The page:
I am officially in love with Air Canada’s London Heathrow team. Just a week ago, they appeared like angels at the end of a painfully long travel experience. (See the post). This morning, they again delivered a standout customer experience – a stark contrast to the experience I’d had just five hours earlier at the Air Egypt counter.
I had been in the Cairo airport trying to give Air Egypt a bit more money – paying to upgrade a ticket to business class from Cairo to London. The first counter I went to was the ‘ticket counter.’ Seemed like a logical place to start. The young woman looked at my stuff, shook her head and said, “It was issued by Air Canada, so we can’t change it.” When I told her I had done it the last time I was on this flight, she just shook her head. She didn’t even want to bother. When I persisted, she finally asked a co-worker, who nodded. Of course they can change it, he said, and proceeded to make the arrangements. She shrugged, and went about her business, happy that it wasn’t her having to do the ‘extra work.’
After fifteen minutes of filling out paperwork, he turned to me and said, “Go to counter 322 to pay.” I reluctantly left my bags and my passport, and walked two aisles over to counter 322. The sign above said “Cashier.” Two men were sitting their looking bored. One looked at me, shook his head and said, “Not here.” I told him that I had been sent there by the nice man in the ticket booth, her just looked at me flatly and repeated, “not here.” Again, I persisted. Finally the second man in the booth said, “counter xxxxx.” He stood and gave me a ‘follow-me gesture’ and said, “Come.” I followed him three aisles over to a counter that said “Business Class.”
I finally found someone in this booth who was willing to take my money. I handed him my Diners Club card, he inserted it into the machine, and handed it to me to type in my pin #. I did, and we waited for the machine to make the wireless connection. After a minute, he looked at the machine, then at me, and said. “You have another card?” I told him there was nothing wrong with the card, and asked him to try again. This was clearly going to be too much work for him, and he assumed I was just being difficult. He jammed my card back in the machine, and began typing on it. I was waiting for him to hand it back to me for my pin again, but he just held on to it, and stared at it. After a while, he shook his head and said, “There’s a cash machine over there – you go use it.” It was my turn to stare at him. I finally said, very slowly and very firmly. “There is nothing wrong with this card. Try it again, and this time do it properly.” He shrugged his shoulders, re-input the card, handed it to me for my pin, then we waited for 10 seconds. Success.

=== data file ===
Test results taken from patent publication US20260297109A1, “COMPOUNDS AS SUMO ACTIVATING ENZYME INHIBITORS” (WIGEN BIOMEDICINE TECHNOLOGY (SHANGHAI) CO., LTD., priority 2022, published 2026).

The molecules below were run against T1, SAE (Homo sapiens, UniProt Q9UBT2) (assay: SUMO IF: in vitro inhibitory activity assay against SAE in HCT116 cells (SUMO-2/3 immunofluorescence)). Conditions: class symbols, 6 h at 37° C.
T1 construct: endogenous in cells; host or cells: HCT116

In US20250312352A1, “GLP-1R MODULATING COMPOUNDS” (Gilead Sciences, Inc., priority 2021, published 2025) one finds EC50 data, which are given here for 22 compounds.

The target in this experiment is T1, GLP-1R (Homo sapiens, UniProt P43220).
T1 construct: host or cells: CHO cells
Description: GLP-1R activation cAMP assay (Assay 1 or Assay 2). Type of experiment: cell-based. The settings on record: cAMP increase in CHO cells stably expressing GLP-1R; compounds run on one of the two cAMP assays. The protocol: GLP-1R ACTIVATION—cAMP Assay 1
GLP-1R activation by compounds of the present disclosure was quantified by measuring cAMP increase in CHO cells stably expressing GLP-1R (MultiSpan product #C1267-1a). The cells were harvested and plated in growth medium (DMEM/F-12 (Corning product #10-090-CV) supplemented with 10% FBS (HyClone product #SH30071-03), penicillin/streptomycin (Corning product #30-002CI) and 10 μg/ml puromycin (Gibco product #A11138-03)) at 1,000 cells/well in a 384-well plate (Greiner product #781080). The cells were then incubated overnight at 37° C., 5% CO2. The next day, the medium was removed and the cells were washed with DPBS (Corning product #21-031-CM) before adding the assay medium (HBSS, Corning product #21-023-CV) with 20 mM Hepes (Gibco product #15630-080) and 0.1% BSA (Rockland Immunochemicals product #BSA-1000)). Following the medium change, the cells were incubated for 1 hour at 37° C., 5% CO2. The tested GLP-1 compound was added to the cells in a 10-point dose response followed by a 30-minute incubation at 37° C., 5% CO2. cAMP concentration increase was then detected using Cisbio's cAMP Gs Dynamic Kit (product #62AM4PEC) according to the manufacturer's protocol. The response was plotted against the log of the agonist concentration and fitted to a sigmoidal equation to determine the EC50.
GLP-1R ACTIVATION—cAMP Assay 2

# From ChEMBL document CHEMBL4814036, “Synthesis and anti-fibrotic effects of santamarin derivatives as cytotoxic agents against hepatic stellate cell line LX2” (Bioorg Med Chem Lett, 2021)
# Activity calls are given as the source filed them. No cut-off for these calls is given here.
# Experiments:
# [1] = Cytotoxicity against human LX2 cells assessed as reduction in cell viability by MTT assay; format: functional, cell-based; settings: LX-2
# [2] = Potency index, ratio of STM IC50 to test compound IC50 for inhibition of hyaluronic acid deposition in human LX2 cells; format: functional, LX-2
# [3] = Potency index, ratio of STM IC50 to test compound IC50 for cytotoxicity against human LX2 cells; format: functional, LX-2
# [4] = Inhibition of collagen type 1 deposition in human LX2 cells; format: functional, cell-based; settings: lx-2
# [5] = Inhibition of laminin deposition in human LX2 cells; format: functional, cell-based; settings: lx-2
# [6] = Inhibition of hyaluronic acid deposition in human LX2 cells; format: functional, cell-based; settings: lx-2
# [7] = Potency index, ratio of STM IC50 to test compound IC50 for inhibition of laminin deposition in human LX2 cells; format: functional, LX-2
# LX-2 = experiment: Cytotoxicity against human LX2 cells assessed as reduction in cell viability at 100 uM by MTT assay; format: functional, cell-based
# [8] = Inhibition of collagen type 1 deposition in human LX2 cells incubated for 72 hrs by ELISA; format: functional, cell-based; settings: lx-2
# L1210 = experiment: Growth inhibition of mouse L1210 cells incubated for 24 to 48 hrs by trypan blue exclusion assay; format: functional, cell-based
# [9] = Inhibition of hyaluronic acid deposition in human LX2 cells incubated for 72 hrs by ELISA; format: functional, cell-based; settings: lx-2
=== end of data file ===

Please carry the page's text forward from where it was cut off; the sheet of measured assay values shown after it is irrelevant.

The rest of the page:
My whole ordeal at Air Egypt lasted about 40 minutes. It should have been 10. All because, at every turn, individuals were looking for the easy way out, instead of what was best for the customer. Fast-forward now, to the departure lounge in London’s Heathrow airport.
As I sit down in the crowded departure lounge, waiting to board my flight from London to
Toronto, I realize with horror that I had left my Kindle e-reader in the security area. (You now have to take those out of your bag along with laptops for screening). I walk over to one of the Air Canada agents and explain the problem. Sarah gave me a dazzling smile, and said in a cheerful English accent, “Not to worry, let’s see what we can do!” Moments later, she had contacted security, confirmed it was there, and confirmed that someone would be down to retrieve it. I was ready for a sprint to security and back, but she said, “You just sit down in the plane – I’ll go and get it for you.”
I did, and she did – bringing it to the plane, and apologizing to me for the inconvenience! (Like it was somehow her fault I was stupid enough to leave it in security.). Where Sarah could easily have taken the easy way out, as I suspect the people at Air Egypt would have done, she chose the more difficult route. The result – why would I fly with anyone else?
I’m finally home. A few side trips to Montreal and Toronto, but then off to see what customer service looks like in LA. Then, let’s see if Princess Cruise Lines does a better job than the last time!